It’s like reality TV, but with majestic water birds instead of heavily made-up 20-somethings. Some of the Chesapeake Bay’s favorite webcam stars, a group of great blue heron, have returned to nest about two weeks earlier than usual.Heron couples are back for the season. Photo: Chesapeake Conservancy
The Chesapeake Conservancy’s “heron cam” is on Maryland’s Eastern Shore, on a homeowner’s private property. It is home to a rookery that includes 10 to 12 nests and up to 50 great blue heron! They build their nests 100 feet off the ground in loblolly pine trees.
Beginning Sunday night, webcam viewers noticed great blue heron at several nests on the rotating camera, and they saw mating rituals in action. During the day, the heron have mostly been away from their nests, hunting for fish.
The webcam was installed last year, when the homeowner reached out to Chesapeake Conservancy, wanting to share their backyard rookery with the world. The Conservancy launched a crowdfunding effort at gofundme.com, where, in short order, more than 100 donors raised $6,500, enough to get the camera up and running. The Conservancy continues to raise funds to operate and improve the webcam.
One great blue heron couple took center stage last season, as they took turns caring for a pair of eggs throughout the late winter. The homeowner named the couple “Rell & Eddie” after the surfers Rell Sunn and Eddie Aikau.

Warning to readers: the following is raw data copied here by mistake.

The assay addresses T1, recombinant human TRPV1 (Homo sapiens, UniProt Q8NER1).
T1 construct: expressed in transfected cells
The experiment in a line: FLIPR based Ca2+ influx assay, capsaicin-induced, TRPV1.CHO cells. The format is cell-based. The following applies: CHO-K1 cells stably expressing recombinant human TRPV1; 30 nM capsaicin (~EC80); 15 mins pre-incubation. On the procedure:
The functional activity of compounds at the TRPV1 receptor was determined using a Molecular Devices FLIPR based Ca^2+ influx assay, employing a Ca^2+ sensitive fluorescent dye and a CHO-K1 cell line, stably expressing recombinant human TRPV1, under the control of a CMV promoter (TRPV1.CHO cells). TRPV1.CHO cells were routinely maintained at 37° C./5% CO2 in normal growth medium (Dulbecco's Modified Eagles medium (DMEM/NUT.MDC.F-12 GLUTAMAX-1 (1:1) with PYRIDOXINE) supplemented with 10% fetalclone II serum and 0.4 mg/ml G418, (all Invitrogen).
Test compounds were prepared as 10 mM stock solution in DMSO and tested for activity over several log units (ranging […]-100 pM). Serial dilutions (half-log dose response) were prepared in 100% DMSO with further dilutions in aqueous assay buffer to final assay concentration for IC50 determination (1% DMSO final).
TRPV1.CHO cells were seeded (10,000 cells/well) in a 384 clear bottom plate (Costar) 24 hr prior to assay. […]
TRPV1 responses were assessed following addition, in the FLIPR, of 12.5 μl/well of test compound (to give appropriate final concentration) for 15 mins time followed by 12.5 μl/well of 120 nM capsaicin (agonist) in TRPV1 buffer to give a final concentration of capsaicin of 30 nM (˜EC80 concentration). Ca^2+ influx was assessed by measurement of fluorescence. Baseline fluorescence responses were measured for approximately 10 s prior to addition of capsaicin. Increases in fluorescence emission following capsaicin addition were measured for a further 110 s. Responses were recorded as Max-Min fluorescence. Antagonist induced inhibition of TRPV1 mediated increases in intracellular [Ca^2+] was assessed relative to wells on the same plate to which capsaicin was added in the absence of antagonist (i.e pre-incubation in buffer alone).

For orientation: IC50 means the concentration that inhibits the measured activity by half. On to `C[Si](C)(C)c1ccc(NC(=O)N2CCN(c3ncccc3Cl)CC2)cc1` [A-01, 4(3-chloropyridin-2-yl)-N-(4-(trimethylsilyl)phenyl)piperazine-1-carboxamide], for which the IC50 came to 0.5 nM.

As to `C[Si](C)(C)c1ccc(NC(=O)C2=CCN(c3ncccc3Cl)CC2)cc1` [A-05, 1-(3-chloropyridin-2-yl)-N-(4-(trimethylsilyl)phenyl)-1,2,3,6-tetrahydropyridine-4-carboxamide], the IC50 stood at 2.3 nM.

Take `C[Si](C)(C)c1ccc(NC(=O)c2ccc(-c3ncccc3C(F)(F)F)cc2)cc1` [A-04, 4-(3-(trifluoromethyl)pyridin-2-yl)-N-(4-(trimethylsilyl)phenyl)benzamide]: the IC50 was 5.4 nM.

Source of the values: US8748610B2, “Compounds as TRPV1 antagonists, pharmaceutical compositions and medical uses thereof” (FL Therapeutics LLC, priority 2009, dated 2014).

This year, the heron are back and the webcam has been upgraded with better panning and zooming capabilities, higher resolution, and a strong infrared camera for clear night views.
The camera is powered by Mediacom, who donated equipment and Internet services for the live-stream. Skyline Technology Solutions, Inc., based in Glen Burnie, Maryland, provided a discounted installation rate and equipment. Skyline also supports the Chesapeake Conservancy’s osprey and peregrine falcon cams. Axis Communications also provided discounted equipment. Generously, a tree company based in Rehobeth, Delaware, donated their services to mount the cam in the 100-foot-tall pine.
The heron cam is the Chesapeake Conservancy’s third wildlife webcam. In partnership with Explore.org, they also host an osprey cam featuring “Tom and Audrey” on Kent Island and a peregrine falcon cam featuring “Boh and Barb” in downtown Baltimore.
To see the live-streaming great blue heron webcam 24/7, click here.